The drive portion 22 includes a lower cylindrical portion 33 having inwardly facing cylindrical surfaces 34 which fit tightly on the shaft 14. The downwardly facing lower end 36 of the drive portion rests upon a stackup of parts surrounding the shaft 14 and including spacers 38, 40 and the bearing 16. A spanner nut 41 threads onto the top of the shaft 14 and locks the stacked-up parts in position along the length of the shaft. The drive portion 22 also includes an upwardly extending cylindrical portion 42 which surrounds the lower part of the disk 20. An inwardly facing cylindrical surface 44 of the portion 42 is spaced from an outwardly facing cylindrical surface 46 of the disk 20 defining a toroidal cavity 48 therebetween. Disposed within the cavity 48 is a drive ring 50 which is best shown in FIGS. 2 and 3. The drive ring 50 has a plurality of circumferentially spaced teeth 52 formed therein which extend radially inwardly from the surface 44 of the drive portion 22 toward the surface 46 of the disk portion 20. The teeth 52 define slots 54 therebetween. The drive ring is fixed rotationally relative to the drive portion 22 by means of a pair of pins 55 disposed 180° apart which extend into pairs of corresponding holes 56 and 60 in the drive ring 50 and the drive portion 22, respectively.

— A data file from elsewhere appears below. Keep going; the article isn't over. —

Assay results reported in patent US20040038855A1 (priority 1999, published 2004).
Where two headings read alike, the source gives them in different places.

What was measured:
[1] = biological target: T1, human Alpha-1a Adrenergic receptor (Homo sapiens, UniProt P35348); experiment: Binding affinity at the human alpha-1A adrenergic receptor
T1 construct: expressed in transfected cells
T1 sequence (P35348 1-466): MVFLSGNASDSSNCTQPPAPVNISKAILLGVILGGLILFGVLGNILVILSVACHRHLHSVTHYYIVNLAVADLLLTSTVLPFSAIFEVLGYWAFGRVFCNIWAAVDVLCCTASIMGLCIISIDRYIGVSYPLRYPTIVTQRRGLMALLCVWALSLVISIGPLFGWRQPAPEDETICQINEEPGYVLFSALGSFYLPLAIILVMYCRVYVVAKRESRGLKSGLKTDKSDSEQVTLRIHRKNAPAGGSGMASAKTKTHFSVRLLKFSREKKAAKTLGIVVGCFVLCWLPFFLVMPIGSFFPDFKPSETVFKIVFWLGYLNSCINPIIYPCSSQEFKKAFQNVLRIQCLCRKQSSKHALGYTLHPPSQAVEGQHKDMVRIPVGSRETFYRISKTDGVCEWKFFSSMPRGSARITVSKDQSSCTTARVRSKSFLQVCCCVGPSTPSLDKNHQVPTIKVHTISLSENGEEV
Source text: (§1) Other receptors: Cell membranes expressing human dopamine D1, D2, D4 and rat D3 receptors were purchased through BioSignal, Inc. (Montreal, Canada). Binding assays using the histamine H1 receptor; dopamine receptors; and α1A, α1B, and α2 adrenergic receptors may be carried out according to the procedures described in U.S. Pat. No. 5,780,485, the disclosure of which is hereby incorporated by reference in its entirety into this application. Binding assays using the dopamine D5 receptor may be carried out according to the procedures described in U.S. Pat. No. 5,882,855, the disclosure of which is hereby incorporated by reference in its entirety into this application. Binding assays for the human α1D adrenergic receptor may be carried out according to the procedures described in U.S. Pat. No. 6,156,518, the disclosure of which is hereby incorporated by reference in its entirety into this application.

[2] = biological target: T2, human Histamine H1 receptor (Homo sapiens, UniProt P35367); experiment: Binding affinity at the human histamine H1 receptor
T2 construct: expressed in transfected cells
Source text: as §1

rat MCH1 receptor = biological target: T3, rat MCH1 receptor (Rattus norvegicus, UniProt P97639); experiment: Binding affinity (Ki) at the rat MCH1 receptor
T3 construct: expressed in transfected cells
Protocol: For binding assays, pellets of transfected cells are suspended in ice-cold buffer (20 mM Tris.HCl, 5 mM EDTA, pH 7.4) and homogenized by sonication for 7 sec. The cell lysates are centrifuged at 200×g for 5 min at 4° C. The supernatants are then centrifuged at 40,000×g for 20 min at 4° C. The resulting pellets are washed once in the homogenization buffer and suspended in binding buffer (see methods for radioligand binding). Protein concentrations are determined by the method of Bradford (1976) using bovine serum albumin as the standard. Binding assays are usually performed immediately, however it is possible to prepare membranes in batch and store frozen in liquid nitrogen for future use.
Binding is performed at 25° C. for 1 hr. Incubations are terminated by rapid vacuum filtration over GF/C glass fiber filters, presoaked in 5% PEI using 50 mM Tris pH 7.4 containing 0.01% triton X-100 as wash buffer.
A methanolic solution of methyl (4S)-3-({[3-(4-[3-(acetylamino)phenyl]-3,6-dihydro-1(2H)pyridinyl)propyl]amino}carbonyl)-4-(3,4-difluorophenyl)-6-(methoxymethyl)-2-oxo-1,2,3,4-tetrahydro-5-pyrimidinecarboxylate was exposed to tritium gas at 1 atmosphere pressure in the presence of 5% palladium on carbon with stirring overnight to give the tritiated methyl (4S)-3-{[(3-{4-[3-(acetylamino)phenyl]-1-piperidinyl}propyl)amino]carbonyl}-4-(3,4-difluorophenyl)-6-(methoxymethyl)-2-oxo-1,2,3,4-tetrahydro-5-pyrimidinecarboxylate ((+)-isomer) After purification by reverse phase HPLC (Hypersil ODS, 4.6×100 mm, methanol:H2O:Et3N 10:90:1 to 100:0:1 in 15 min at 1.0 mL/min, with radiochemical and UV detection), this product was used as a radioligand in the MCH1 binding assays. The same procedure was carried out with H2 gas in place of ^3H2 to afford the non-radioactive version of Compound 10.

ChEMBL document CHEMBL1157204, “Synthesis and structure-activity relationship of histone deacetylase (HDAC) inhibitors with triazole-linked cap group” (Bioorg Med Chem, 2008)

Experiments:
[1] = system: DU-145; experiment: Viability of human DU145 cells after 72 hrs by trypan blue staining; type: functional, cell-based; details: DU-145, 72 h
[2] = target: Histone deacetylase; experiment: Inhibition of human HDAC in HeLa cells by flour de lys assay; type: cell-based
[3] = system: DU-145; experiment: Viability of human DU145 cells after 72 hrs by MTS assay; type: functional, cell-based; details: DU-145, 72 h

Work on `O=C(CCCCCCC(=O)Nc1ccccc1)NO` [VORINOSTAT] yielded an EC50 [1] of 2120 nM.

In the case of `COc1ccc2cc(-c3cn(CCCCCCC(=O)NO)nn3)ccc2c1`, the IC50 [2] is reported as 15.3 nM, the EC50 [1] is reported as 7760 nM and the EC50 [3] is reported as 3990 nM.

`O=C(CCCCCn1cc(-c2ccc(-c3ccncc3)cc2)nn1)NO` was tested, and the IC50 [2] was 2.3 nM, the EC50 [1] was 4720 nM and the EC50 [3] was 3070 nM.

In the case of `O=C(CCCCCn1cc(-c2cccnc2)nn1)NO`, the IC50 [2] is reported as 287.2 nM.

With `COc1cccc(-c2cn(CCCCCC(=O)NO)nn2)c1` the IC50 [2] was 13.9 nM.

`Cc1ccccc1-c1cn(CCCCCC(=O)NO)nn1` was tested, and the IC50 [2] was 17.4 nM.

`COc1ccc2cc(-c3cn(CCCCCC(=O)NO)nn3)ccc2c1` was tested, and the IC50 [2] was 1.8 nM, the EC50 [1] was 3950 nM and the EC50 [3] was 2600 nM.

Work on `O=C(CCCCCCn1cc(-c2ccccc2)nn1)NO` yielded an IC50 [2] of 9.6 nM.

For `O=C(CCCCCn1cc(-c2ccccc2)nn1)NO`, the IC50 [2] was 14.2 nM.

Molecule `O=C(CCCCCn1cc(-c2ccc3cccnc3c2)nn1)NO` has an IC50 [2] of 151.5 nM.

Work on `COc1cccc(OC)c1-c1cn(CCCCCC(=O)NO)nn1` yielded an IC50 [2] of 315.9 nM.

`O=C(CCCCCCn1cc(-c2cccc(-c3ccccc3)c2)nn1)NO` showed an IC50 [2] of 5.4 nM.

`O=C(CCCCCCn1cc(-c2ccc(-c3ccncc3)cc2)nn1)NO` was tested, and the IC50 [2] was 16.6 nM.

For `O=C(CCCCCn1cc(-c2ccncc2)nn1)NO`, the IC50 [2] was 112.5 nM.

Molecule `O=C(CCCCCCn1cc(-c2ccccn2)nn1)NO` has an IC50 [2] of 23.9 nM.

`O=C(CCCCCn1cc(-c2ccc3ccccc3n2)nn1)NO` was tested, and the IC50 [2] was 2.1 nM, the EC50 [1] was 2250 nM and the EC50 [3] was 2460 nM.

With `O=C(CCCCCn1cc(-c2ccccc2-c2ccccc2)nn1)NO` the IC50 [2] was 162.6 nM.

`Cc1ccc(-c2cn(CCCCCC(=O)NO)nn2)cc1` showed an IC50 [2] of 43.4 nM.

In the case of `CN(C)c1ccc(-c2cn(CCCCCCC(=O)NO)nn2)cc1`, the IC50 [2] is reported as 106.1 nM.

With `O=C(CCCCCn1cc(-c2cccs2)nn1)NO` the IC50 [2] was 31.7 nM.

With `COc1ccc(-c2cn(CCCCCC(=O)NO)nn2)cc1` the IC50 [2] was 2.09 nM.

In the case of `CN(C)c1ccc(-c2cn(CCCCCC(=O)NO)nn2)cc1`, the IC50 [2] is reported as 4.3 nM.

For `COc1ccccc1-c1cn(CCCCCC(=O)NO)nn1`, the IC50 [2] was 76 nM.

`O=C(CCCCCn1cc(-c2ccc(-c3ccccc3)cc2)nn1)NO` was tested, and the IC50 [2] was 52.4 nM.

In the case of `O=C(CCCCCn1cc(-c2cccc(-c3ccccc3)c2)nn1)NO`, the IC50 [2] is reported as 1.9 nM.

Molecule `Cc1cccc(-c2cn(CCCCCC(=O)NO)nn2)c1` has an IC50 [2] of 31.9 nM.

The disk 20 includes a plurality of teeth 65 extending radially outwardly from the surface 46. As best seen in FIG. 2, these teeth are sized and spaced to fit into the slots 54 of the drive ring 50, thereby engaging the teeth 52 to form a radial spline which prevents relative rotation and allows radial growth between the ring 50 and the disk 20, and thus between the drive portion 22 and the disk 20. The spline also minimizes sideways shift between these parts. A loose fit at 69 between the radially outwardly facing cylindrical surfaces 68 of the teeth 65 and the inwardly facing cylindrical surface 44, and at 71 between the teeth 52 and the surface 46, permits some growth of the disk during operation. During assembly, a downwardly facing surface 70 of the disk 20 bears against an upwardly facing surface 62 of the drive portion 22 thereby vertically locating the disk 20. A lock ring 72 fits into a radially inwardly facing annular recess 74 in the surface 44 and extends radially inwardly over the teeth 65 of the disk 20. During operation coolant water pressure under the disk 20 forces the upper surfaces 75 of the teeth 65 against the bottom of the lock ring 72.